Just recently a judge in New Zealand declared a 9-year-old girl a ward of the court so that he could change her name during her parents’ custody battle.  The Judge stated that by naming their child “Tulula does the Hula from Hawaii” the parents “made [sic] a fool of the child and set [sic] her up with a social disability and handicap, unnecessarily.”

In New Jersey, our highest court has said that in contested cases there is a strong presumption that the surname selected for a child by the custodial parent is consistent with the child’s best interest.  This presumption may be rebutted by evidence which shows that a different surname would better serve child’s best interest.  However, the noncustodial parent bears the burden of demonstrating, by a preponderance of the evidence, that the chosen surname is not in the best interests of child.

The New Jersey case centered around a father who went to the court in an attempt to have the child’s surname changed to match that of his own.  This happened after the fact as the parents of this child were not wed and initially, the father contested paternity of the child.  Historically, the societal norm has been that children bear the surname of their father.  “The practice of children assuming the father’s surname is traceable to the English medieval property system in which the husband controlled all marital property.  That preference continued in America, reflecting not only the long-standing English tradition but also the societal distinctions in the status of men and women.  Until the latter part of this century, the assumption that children would bear their father’s surnames was a matter of common understanding and the preference for paternal surnames was rarely challenged.  But the historical justifications that once supported a tradition in the law for children to bear paternal surnames have been overtaken by society’s recognition of full legal equality for women, an equality that is incompatible with continued recognition of a presumption that children must bear their father’s surname.  That presumption shall no longer apply in this State.”  Gubernat v. Deremer, 140 N.J. 120, 122-123 (1995).  In recent years, we have seen a growing change in this trend as more and more children are being given their mother’s surname or at times, a combination of both surnames.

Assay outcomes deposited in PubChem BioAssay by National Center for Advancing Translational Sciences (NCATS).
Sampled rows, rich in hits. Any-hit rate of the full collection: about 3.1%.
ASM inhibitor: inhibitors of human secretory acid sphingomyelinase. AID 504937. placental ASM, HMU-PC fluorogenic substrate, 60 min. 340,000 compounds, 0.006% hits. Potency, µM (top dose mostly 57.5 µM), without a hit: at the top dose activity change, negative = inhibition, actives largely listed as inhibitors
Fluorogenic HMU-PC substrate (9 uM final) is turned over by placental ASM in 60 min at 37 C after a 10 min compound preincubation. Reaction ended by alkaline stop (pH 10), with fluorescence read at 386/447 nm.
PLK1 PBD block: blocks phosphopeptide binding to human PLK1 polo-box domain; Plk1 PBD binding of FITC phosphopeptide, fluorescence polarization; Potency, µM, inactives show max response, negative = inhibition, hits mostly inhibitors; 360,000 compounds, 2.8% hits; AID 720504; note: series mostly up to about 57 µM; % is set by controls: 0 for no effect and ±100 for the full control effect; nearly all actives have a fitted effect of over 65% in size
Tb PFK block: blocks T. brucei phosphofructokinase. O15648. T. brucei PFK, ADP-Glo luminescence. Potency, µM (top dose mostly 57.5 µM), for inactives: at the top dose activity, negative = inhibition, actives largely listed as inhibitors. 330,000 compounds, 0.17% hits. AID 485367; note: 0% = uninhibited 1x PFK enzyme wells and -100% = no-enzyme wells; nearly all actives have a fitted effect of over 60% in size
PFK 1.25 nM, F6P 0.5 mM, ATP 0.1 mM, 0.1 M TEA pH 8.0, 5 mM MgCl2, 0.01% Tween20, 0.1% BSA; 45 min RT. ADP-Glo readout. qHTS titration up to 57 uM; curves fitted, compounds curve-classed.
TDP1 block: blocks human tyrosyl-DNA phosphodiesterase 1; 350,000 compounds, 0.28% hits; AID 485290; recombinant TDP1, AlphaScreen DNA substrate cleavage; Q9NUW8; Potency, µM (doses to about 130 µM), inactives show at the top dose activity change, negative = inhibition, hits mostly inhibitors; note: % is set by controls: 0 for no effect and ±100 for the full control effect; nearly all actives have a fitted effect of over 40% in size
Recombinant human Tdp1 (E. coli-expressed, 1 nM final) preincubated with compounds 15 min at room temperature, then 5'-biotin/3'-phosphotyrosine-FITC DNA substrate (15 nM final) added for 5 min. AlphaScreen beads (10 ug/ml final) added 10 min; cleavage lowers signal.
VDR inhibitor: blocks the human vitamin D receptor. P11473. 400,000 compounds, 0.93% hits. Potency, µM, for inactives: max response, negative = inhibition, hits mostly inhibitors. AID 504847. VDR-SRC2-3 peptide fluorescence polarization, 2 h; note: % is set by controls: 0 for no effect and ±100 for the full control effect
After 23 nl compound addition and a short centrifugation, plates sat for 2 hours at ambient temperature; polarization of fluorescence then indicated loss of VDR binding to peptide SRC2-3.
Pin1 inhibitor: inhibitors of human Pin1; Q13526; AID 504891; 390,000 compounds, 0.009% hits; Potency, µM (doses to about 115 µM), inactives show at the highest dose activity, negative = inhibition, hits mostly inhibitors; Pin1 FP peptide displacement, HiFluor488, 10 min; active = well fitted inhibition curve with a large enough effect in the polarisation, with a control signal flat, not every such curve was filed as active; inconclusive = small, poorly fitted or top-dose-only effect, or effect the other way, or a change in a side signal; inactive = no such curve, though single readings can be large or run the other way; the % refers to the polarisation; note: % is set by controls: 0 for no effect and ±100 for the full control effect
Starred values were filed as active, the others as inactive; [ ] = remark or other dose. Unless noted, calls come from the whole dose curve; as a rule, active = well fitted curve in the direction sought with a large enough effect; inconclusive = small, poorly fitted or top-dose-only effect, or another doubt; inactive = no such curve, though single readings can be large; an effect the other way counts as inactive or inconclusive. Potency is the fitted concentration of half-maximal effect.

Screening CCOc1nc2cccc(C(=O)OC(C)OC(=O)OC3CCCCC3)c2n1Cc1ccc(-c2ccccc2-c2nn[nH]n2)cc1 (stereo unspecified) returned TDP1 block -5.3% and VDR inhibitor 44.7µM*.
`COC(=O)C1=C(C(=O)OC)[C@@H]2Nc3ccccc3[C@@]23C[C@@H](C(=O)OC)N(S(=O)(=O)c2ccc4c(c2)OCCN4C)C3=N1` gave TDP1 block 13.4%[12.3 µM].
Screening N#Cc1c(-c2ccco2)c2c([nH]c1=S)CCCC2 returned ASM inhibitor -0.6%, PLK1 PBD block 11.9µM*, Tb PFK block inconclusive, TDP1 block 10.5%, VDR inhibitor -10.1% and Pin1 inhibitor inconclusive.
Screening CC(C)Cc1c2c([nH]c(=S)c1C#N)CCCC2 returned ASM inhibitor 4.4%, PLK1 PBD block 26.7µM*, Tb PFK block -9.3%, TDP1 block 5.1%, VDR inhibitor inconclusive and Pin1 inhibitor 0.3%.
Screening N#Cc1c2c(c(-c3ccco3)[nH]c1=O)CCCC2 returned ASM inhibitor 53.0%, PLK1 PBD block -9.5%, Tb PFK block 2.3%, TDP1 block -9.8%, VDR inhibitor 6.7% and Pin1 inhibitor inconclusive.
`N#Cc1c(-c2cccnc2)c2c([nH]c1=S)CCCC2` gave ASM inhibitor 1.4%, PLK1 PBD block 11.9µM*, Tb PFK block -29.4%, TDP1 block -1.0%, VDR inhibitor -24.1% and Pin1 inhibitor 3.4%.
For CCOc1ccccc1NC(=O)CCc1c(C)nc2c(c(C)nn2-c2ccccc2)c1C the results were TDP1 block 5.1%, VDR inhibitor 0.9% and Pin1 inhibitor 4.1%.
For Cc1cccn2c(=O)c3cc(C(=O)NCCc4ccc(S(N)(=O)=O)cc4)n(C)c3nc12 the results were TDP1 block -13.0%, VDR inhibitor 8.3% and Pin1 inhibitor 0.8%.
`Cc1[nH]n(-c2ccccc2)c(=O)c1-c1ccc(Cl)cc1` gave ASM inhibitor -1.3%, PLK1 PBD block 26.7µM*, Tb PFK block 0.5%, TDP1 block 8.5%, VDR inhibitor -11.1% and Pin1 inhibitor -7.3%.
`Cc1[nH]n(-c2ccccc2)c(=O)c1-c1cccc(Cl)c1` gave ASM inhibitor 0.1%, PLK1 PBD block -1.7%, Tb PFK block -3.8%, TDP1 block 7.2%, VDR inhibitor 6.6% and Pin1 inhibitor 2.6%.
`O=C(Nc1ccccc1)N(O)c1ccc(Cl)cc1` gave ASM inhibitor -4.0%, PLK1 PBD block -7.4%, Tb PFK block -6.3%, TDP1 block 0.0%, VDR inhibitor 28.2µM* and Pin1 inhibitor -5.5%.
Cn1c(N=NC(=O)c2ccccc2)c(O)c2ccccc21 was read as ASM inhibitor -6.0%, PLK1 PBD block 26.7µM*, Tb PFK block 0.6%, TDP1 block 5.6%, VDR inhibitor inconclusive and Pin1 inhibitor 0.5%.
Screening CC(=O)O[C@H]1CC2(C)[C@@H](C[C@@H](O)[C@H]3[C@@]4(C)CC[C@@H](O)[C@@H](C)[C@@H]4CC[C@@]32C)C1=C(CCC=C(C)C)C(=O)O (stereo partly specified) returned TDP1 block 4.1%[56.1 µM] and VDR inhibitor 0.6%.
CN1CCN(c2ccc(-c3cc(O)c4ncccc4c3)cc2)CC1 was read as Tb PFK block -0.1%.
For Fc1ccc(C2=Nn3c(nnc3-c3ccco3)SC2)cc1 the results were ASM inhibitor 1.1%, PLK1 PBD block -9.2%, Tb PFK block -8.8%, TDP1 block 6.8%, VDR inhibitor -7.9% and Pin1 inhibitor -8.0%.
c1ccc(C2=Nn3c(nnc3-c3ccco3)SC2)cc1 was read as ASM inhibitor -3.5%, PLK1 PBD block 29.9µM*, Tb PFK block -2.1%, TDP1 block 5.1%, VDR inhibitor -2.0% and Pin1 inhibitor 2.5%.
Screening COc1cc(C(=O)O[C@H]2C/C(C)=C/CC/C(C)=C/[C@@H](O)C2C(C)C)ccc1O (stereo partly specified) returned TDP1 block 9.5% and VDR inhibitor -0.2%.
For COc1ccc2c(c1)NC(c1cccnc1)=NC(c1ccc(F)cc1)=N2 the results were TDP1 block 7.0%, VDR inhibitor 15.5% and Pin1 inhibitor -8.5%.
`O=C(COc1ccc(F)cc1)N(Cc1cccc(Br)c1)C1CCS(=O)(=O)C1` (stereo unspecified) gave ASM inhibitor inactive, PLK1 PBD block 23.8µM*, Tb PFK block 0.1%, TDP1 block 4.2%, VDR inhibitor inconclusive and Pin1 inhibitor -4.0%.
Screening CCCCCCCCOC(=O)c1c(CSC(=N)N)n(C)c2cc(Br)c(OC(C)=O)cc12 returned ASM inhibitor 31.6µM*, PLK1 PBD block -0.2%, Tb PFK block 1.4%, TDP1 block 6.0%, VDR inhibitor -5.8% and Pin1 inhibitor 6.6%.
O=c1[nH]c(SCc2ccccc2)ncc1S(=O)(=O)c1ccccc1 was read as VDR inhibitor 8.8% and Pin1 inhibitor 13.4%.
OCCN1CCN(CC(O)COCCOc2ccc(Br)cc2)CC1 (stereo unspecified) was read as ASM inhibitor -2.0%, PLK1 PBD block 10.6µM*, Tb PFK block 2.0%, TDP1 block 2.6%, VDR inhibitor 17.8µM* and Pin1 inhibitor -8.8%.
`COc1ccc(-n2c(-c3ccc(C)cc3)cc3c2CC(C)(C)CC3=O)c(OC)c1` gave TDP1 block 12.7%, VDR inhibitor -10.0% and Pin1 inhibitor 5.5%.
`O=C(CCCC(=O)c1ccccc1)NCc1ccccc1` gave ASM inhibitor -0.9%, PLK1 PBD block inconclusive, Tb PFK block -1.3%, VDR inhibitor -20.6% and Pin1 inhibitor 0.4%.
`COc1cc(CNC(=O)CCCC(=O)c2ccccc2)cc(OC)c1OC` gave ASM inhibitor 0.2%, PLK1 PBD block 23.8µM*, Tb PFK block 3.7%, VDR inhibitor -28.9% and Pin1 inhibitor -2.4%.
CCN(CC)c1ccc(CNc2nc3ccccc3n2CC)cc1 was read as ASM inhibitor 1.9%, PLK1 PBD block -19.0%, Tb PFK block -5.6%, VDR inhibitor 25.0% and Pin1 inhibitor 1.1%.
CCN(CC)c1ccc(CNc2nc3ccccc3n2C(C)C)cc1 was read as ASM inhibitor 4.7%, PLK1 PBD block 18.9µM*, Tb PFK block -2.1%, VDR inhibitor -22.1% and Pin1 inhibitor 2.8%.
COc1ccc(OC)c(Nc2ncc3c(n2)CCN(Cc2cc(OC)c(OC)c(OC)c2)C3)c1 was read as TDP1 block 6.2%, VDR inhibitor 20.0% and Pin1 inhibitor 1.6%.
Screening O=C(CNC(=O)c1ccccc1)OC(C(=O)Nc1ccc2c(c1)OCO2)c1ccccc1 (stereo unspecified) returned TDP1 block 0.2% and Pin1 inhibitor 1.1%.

New Jersey courts have not yet attempted to intervene in a parent’s personal selection of a name for their child as New Zealand courts have.  However, with the ever increasing trend of ‘unique’ names seen in our society,  who knows if we are headed in that direction?